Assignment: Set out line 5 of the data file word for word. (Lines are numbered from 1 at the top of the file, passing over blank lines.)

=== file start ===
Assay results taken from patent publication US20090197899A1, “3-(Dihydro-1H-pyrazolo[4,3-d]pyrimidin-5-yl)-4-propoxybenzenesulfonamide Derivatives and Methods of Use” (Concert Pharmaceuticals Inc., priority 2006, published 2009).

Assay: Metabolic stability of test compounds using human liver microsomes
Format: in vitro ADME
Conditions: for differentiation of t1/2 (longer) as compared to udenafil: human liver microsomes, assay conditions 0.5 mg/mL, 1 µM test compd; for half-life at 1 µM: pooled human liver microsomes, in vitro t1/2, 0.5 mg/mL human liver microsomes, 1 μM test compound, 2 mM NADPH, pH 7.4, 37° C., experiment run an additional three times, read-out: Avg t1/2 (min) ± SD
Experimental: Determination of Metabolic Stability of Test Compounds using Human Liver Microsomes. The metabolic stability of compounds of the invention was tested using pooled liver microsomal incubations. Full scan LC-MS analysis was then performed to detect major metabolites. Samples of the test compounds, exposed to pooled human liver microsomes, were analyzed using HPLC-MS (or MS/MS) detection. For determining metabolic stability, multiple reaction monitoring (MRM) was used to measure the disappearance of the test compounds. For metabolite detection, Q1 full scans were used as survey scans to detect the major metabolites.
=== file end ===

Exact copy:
Experimental: Determination of Metabolic Stability of Test Compounds using Human Liver Microsomes. The metabolic stability of compounds of the invention was tested using pooled liver microsomal incubations. Full scan LC-MS analysis was then performed to detect major metabolites. Samples of the test compounds, exposed to pooled human liver microsomes, were analyzed using HPLC-MS (or MS/MS) detection. For determining metabolic stability, multiple reaction monitoring (MRM) was used to measure the disappearance of the test compounds. For metabolite detection, Q1 full scans were used as survey scans to detect the major metabolites.